Basic Biographical Details
|Name: ||Stanley Patrick Ross-Smith |
|Designation: ||Architect |
|Born: ||25 June 1919 |
|Died: ||13 February 2010 |
|Bio Notes: ||Stanley Patrick Ross-Smith was born on 25 June 1919 the son of James Ross-Smith, solicitor, supreme courts, and his wife Olive Edith Tetley. He was brought up and educated in Edinburgh, attending St Trinneans in the Grange and the Edinburgh Academy. He obtained office experience with Esmé Gordon in the firm of Robertson & Gordon from 1937 to 1938 before commencing classes at Edinburgh College of Art in the latter year. |
Ross-Smith’s training was interrupted by war service. He initially enrolled with the Territorial Army and, under the command of fellow architect Basil Spence, was sent to build gun emplacements in the Edinburgh area. He was in the group of recruits who fired on and disabled a German bomber which threatened the Forth Rail Bridge on 16 October 1939. He was subsequently commissioned with the Lancashire Fusiliers and spent time in Manchester and Liverpool and then was moved to the Maunsell Sea Forts in the Thomas Estuary which were for the defence of London. He was eventually posted to an intelligence unit in Egypt, then moved to Greece where he was caught up in the civil war and captured in Athens, spending Chirstmas 1944 as a prisoner. He managed to escape and made his way to a British Unit.
After the cease of hostilities he resumed his studies in 1946. He travelled in Norway and Sweden in August 1947 and was a finalist for the Tite Prize that year and for the Rome Scholarship in 1948. He was admitted ARIBA on 14 December 1948, his proposers being Alfred Hugh Mottram, Basil Spence and Ebenezer James MacRae. His nomination papers give his private address as 19 Lockharton Avenue, Edinburgh; his declaration accepting his admittance is witnessed by Margaret Dykes of The Cottage, Grendon, Northampton. He married June Elizabeth Dykes, a charity manager, in 1948. The couple had three children. From 1948-77 he was a studio master at Edinburgh College of Art (where Esme Gordon also had a teaching post)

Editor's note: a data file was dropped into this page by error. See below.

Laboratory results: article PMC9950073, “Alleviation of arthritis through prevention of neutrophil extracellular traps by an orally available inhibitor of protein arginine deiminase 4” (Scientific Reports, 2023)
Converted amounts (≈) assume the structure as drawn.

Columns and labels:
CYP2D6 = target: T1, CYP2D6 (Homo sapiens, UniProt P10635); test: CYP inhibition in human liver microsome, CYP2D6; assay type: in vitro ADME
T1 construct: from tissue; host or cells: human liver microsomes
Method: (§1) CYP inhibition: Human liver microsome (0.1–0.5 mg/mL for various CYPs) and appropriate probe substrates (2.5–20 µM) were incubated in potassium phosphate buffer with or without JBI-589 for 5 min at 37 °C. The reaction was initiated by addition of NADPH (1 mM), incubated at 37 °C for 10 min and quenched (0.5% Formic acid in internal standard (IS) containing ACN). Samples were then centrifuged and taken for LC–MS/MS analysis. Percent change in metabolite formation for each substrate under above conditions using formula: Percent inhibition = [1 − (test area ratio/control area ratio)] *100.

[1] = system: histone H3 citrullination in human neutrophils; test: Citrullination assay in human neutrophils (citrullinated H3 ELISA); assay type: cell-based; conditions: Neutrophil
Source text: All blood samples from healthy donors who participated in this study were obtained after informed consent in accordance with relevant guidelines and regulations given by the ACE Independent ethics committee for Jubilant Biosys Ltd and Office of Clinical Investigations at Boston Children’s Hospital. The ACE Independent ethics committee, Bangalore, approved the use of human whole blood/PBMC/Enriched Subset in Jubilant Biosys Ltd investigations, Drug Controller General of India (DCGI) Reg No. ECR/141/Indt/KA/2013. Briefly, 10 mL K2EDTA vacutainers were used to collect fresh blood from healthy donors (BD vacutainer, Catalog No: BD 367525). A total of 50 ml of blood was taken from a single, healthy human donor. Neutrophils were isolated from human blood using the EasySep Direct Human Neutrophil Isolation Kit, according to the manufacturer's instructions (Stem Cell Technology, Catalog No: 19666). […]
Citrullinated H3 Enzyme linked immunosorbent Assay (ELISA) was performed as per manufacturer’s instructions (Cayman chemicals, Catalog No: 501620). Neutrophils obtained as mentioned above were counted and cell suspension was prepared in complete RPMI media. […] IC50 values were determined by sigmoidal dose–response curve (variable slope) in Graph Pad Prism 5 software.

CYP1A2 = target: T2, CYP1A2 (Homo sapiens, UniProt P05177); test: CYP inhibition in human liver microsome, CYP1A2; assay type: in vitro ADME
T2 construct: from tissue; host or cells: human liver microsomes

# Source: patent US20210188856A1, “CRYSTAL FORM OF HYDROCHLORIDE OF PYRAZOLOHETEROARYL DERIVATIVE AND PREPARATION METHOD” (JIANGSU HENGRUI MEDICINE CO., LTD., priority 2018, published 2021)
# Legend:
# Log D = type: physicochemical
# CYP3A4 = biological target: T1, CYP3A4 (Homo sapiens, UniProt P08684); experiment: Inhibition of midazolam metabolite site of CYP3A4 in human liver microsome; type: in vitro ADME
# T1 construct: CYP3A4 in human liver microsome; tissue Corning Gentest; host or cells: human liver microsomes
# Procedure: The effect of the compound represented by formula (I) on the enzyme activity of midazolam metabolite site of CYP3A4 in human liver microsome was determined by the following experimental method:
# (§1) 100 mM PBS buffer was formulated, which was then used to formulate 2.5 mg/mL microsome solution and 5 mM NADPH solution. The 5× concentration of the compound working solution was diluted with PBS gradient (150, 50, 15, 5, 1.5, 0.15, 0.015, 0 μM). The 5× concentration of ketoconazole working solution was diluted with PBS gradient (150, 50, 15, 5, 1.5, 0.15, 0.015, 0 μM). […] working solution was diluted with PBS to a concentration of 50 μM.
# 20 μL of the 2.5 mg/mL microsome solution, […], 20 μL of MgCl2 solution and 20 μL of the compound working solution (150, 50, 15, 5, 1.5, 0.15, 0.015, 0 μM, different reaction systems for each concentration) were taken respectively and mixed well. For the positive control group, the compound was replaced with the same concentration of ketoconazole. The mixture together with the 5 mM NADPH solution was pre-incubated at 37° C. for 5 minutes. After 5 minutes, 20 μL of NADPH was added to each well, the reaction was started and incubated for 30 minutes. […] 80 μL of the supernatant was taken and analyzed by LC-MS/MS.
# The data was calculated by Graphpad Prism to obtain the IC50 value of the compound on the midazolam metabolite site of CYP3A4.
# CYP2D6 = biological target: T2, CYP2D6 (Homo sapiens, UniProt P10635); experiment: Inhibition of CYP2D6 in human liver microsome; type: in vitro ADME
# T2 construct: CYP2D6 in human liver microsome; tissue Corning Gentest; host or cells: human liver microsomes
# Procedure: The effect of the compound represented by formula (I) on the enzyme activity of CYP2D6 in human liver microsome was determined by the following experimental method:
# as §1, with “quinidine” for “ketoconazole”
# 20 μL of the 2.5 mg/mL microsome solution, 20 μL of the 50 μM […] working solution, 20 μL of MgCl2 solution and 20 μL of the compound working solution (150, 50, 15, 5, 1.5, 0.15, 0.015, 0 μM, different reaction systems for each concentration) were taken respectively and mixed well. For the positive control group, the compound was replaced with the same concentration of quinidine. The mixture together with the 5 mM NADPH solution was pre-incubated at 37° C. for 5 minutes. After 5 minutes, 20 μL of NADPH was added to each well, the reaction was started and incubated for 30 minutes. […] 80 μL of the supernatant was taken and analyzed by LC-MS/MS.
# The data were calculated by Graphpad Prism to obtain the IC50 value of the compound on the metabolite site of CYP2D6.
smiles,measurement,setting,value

Ross-Smith worked as senior assistant (he was elected FRIAS in 1956) and later junior partner of Esmé Gordon before setting up practice on his own account in 1958 in Edinburgh with Ron Jamieson, whom he had met in Esme Gordon’s office. In his Fellowship Nomination Paper Gordon mentions that prior to setting up business on his own account Ross-Smith had already been responsible for designing and building a primary school and a church (presumably that at Pennywell). The practice flourished and they moved to offices to Great King Street. They tackled a wide variety of projects – schools, housing developments, hotels, churches and church-related work, industrial projects as well as work for the licensed trade. He was a representative of the Edinburgh chapter of the RIAS by 1964, and was admitted FRIBA in 1968, proposed by Esme Gordon, James AS H Mottrram and Thomas E Patrick.
Ross-Smith was a fine draughtsman and produced fine perspectives enhanced with watercolour, a medium he always enjoyed. As a designer he had a strong sense of ‘firmness and fitness of purpose’, as well as appreciating ‘light and shade and the sensitive enclosure of space’.